Actually, the user video leads us to another of its stronger points. That is, how it works with its users. Following on from Audiosurf, this is really reintroducing high-scores to PC gaming, by embracing the whole internet age. Everyone who buys the game has a username. All of the 40 levels has its own leaderboard, logging everyone in the world's best score (Which is based on time, number of errors, tricks and similar. I think). Which is great, except it goes further. Beside everyone's score, there's a link you can press which immediately shows you a replay of their run, with the key-presses visible in the bottom right. This allows you to i) Admire the crazy skills of those ultra-players immediately ii) learn from them, so acting as an ever-expanding tutorial. More so, there's another button which drops them into your course as a ghost for you to compete against. I stress, this isn't just the top players. This is everyone in the world. The main problem is that wihle you can form a team, and narrow down the full list to anyone who joins your team, there's no separate friendslist function. In other words, as far as I can make out, it's really tricky for people outside the team to play a rivalry. Which is something of a shame.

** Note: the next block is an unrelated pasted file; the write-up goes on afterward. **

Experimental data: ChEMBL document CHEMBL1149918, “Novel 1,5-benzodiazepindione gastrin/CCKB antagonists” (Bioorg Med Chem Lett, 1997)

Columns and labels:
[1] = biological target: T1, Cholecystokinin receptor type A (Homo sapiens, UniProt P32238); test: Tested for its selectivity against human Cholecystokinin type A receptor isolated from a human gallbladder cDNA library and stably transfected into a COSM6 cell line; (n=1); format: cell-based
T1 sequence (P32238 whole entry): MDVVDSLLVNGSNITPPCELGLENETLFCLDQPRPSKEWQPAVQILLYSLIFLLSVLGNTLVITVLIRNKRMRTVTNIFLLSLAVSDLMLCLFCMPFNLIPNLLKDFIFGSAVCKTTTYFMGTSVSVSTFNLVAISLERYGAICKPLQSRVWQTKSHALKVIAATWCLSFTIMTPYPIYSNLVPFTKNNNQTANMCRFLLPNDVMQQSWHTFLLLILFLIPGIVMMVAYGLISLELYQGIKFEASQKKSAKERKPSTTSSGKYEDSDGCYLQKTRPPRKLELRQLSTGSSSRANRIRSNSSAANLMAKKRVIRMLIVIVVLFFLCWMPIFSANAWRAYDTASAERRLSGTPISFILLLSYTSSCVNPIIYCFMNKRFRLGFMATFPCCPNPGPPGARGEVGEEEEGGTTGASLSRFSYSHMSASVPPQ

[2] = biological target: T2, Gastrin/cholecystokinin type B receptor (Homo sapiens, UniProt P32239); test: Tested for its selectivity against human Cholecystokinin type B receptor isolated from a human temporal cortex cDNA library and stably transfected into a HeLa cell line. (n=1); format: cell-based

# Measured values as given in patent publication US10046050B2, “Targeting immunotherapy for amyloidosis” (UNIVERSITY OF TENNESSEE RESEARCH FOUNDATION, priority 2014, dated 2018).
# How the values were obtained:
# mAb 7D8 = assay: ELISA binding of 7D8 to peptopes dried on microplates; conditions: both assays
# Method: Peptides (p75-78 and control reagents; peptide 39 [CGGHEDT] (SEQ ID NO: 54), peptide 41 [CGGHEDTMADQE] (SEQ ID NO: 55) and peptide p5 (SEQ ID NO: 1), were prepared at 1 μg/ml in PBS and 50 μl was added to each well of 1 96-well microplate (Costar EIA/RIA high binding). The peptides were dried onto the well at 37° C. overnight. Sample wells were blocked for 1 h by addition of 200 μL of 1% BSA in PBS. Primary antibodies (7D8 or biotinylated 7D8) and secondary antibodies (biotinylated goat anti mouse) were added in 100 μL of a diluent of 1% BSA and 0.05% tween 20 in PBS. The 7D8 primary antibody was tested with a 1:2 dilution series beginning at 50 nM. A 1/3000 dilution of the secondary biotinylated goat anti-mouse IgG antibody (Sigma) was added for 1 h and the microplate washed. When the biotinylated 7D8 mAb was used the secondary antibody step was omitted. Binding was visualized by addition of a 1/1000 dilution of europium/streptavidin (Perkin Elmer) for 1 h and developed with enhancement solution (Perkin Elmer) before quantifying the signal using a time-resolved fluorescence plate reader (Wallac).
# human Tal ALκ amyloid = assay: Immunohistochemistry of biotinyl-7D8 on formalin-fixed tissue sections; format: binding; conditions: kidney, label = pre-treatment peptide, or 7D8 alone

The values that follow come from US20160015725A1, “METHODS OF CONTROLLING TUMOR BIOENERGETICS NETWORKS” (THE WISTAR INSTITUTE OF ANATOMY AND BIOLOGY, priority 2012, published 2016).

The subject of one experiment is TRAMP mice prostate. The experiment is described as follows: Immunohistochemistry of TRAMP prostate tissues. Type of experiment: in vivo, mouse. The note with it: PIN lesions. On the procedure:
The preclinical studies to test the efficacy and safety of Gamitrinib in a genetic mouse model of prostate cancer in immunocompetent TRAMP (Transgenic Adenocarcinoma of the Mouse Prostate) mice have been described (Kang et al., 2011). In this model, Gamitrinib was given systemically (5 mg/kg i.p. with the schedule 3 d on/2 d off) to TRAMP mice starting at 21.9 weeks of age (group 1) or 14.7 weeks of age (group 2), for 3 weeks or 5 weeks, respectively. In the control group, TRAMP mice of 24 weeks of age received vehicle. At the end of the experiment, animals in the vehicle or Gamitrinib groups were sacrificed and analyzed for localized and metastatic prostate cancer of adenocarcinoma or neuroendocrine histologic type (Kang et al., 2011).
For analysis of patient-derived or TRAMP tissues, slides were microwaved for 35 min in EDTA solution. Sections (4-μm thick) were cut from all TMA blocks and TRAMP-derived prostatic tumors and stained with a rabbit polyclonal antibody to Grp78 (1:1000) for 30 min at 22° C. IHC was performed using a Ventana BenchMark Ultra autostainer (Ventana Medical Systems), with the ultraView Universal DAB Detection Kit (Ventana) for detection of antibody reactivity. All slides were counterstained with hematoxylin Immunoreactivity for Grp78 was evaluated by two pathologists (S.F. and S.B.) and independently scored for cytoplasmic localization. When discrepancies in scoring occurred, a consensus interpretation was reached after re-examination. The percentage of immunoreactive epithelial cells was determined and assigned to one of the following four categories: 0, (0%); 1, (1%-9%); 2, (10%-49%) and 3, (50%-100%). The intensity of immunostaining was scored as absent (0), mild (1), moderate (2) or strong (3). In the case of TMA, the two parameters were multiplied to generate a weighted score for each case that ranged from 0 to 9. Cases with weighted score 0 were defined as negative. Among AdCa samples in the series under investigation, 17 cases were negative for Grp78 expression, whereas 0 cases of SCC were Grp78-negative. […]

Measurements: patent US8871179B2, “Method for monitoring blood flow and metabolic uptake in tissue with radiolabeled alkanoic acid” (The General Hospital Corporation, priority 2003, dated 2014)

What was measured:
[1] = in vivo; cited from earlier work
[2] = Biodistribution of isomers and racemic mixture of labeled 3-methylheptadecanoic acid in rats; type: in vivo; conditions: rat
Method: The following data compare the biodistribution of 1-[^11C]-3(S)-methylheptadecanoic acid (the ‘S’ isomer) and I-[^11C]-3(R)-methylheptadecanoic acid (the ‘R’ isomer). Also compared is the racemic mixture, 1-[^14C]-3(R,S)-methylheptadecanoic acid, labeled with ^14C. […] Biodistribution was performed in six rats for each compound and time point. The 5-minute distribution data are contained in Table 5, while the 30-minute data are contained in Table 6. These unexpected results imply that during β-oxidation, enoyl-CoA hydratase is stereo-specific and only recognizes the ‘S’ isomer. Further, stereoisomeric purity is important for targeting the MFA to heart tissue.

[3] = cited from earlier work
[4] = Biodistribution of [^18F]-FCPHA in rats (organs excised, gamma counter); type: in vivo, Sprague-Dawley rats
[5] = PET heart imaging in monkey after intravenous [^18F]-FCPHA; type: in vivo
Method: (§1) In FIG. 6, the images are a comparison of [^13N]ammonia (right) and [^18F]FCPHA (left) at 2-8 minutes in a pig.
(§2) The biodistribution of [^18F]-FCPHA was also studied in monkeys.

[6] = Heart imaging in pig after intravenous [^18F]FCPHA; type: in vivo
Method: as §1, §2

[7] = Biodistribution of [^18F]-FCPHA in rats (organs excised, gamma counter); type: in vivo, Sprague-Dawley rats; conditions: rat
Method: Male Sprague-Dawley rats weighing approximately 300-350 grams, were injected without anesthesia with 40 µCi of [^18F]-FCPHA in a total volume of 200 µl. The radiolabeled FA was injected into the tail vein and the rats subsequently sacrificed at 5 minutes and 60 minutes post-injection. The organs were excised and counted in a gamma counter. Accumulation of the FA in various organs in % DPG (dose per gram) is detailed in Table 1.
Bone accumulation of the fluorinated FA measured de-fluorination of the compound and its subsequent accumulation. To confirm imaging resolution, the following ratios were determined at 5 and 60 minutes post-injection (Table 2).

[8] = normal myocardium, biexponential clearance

Bar that, this is awesome. Basically.
(In fact, so awesome that I wonder how its servers are going to hold off when this inevitably takes off more than it has already)
Oh - and there's unlockable achievements too. Perhaps inevitably, the only ones I have are involving killing and generally mutilating my driver. The poor guy.
That's enough rambling for now. Hopefully this is enough to make you try it, as it's one of the most infuriating and brilliant arcade games of the year so far. You can download it from here, and then unlock the full version for twenty dollars if it takes your fancy. I'm not sure if it's in the trial version, but Where's the Ground is the most obviously spectacular of the Easy-graded courses.
Oh - and I've made a RPS team. If you have a username, feel free to join and laugh at my incompetence. The Team name is RPS and the password to get in is also RPS. I'm simple like that.